I pride myself in being present in each moment with students, colleagues and parents. I listen to and value each of my students. I strive to understand their learning styles and individuality. My presence is a strong and supportive one, and I take pains to follow through with what I say I will do. Consistency builds trust and a platform for success. I prefer to give positive reinforcement in guiding my students, working with them to achieve their goals.
Education & Certification
Undergraduate Degree: University of Arizona - Bachelors, Fine Arts
Graduate Degree: Antioch University-New England - Masters, Early Childhood Education
Reading, Creating Art, Walking, Bicycling, Swimming, Meditation, and Camping
Q & A
What is your teaching philosophy?
My teaching philosophy is based upon the magic that transpires with students' joy and capacity for deeper learning; it is both fulfilling and inspirational. My goal is to teach the skills needed to succeed while fostering a love of further exploration into the subject. When teaching, my intuition is utilized in order to move through scenarios organically, changing my approach as needed. There have been days where my lessons seem solid, and I am excited to teach what is planned. The class or student will let me know through their behavior, body language, or tones that something different is needed. Picking up on this subtlety and changing the direction of the lesson is a skill which benefits everyone!
What might you do in a typical first session with a student?
I would introduce myself and tell them a bit about my skills and experience. This would vary according to the age of my student. Immediately, I would want to get to know them, personally, as well as their desired outcome for the tutoring. We would then move into an assessment of their current skills. We would review material to be covered in our sessions. The students would then participate in a simple lesson as an introduction. To finish the session, the student and I would record two simple goals, pertaining to the subject, that they will be able to obtain within one to two weeks. We will visit these goals each session and create new ones as these are met.
How can you help a student become an independent learner?
Throughout the learning process, I encourage students to share and talk, and I incorporate as many ways to learn as possible (visual, auditory, and kinetic). Each week they will create and look over their goals, recording their progress. Also, they will be given small assignments to complete in-between sessions. This will keep the information fresh and build confidence. When a student truly understands the information, they are able to teach it to someone else. The lessons will include opportunities to be the teacher.
How would you help a student stay motivated?
The student will stay motivated by creating and achieving goals between lessons. They will also be given hands on homework, which will pertain to their interests and daily life.
If a student has difficulty learning a skill or concept, what would you do?
I would first try different approaches, such as hands on activities and visual cues. I would also assess where the difficulty stems from and perhaps revisit foundation lessons.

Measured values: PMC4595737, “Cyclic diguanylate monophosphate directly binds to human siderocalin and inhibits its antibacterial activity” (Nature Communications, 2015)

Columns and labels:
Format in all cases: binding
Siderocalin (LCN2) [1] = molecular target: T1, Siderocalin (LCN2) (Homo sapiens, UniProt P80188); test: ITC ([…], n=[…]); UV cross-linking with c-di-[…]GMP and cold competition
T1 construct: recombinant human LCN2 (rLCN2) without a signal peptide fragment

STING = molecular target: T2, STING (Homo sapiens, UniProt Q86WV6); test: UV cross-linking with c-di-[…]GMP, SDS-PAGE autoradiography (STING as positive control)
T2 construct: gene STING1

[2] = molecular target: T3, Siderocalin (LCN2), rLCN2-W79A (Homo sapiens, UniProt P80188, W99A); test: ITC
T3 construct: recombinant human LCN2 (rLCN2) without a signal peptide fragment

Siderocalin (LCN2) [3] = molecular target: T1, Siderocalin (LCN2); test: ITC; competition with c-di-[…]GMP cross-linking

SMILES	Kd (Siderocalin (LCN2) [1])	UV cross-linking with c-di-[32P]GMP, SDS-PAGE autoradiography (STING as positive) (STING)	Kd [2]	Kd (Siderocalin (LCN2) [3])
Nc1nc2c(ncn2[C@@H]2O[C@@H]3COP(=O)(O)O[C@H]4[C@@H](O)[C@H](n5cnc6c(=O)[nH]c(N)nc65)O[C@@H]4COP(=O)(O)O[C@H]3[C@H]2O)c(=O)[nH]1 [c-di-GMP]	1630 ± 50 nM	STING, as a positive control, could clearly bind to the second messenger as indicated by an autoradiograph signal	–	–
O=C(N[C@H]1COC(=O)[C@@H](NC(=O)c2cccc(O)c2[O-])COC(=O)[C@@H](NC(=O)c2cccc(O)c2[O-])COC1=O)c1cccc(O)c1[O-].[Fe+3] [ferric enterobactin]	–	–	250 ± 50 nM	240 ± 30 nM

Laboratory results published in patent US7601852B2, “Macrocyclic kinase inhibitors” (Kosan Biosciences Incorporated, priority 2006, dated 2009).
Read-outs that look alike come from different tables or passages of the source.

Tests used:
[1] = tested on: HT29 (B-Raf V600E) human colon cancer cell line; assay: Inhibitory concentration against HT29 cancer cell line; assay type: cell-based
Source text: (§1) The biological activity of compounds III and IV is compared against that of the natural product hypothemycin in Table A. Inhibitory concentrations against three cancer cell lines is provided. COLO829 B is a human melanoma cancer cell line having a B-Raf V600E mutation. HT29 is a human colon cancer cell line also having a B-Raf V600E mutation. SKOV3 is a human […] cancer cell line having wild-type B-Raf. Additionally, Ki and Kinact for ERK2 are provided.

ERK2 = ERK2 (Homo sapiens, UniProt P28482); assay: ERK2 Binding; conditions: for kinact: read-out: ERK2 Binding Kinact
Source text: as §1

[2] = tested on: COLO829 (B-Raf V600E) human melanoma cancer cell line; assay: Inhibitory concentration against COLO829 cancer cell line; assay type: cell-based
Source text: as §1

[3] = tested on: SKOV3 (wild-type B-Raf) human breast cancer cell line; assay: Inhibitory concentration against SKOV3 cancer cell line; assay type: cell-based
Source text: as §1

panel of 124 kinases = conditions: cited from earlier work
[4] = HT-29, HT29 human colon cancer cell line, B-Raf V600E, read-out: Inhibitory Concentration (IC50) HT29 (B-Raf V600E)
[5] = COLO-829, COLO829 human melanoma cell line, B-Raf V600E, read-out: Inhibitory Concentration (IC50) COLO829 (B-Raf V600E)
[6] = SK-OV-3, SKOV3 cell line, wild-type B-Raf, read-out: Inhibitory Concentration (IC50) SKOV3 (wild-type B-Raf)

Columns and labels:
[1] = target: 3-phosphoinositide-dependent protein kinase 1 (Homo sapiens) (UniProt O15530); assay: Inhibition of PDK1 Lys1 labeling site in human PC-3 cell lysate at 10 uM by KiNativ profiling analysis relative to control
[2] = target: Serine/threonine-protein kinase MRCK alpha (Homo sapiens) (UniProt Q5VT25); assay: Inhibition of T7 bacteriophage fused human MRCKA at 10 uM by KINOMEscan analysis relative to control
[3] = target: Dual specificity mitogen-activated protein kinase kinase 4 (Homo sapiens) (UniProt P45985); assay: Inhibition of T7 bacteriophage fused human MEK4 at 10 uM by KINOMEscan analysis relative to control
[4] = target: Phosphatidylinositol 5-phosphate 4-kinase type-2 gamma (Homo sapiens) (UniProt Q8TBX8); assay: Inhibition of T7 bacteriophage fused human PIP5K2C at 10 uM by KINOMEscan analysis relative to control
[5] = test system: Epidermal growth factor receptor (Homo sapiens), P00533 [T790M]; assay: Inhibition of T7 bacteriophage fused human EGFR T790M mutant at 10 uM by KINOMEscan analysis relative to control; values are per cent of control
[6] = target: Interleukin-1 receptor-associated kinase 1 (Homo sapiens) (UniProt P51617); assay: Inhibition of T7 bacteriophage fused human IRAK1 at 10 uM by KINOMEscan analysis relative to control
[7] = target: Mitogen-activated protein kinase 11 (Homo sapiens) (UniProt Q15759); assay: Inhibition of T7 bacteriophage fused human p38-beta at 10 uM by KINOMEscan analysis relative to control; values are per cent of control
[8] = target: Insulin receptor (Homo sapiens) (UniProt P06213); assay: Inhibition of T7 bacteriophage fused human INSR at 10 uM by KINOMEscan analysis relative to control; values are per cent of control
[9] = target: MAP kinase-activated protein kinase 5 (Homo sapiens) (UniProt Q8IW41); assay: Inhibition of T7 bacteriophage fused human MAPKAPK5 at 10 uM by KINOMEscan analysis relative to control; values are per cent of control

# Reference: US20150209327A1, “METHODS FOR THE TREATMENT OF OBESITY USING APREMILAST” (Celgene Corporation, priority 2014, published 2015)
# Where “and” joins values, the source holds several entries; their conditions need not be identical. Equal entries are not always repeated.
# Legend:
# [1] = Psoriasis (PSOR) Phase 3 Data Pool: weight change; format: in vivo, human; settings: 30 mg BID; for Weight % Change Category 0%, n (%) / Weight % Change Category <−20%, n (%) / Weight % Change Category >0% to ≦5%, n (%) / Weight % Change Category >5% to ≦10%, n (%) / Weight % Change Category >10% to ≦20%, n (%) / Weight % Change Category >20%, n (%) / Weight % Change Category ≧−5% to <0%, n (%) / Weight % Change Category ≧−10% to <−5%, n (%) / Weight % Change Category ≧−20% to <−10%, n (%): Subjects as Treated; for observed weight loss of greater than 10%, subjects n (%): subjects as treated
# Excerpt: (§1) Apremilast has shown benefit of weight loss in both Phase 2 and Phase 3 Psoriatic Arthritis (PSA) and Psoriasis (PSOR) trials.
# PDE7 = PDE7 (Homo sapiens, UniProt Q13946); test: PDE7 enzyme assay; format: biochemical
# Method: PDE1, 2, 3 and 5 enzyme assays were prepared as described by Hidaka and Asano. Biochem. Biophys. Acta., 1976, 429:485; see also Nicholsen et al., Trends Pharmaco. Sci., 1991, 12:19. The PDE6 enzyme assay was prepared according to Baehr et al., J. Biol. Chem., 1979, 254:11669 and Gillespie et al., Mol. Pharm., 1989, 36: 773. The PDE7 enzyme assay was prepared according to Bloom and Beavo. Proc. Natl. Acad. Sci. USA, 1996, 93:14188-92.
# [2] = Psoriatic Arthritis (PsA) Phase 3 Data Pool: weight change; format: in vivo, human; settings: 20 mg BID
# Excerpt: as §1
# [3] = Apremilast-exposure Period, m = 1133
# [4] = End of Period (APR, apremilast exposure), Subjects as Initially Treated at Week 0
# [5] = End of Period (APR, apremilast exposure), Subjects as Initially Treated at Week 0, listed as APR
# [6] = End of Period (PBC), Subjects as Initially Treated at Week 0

How do you help students who are struggling with reading comprehension?
Reading comprehension can be strengthened by telling stories in great detail and having the student recall and retell the story in various ways. One of the ways to improve reading and comprehension skills is to have them create visual pictures of the stories in their head. They can then explain it, draw it, act it out, etc.... I would also work with the sequencing of stories.
How would you help a student get excited/engaged with a subject that they are struggling in?
We could create games or activities to practice and study. I find that it is best to include as many learning styles as possible in my lessons.
What strategies have you found to be most successful when you start to work with a student?
I find it is most beneficial to begin by getting to know one another, to build trust. The next step is to assess where the student is in the given subject and create a plan for learning.
What techniques would you use to be sure that a student understands the material?
Practicing the given material in a multitude of ways is best to truly understand what is being learned.
How do you build a student's confidence in a subject?
Setting attainable goals that can be met on a weekly basis will build a student's confidence in a subject. Also, it is beneficial to incorporate the material into everyday activities to offer practical ways to practice, as well as meaningful opportunities to build confidence.
How do you evaluate a student's needs?
I evaluate a student's needs first by meeting with them and talking. We can then look over their current work, as well as progress reports and any notes from teachers or parents. Working together with the material provides the best data for what their needs are.
How do you adapt your tutoring to the student's needs?
I adapt my tutoring by evaluating each student and tailoring lessons to meet their needs. The lessons, practice, and assignments should challenge the student and build stamina, while maintaining their interest in the given subject.
What types of materials do you typically use during a tutoring session?
I use a variety of writing, reading, and visual materials during a session. The variety of materials increases the likelihood of success by allowing the student to participate, using various ways of learning.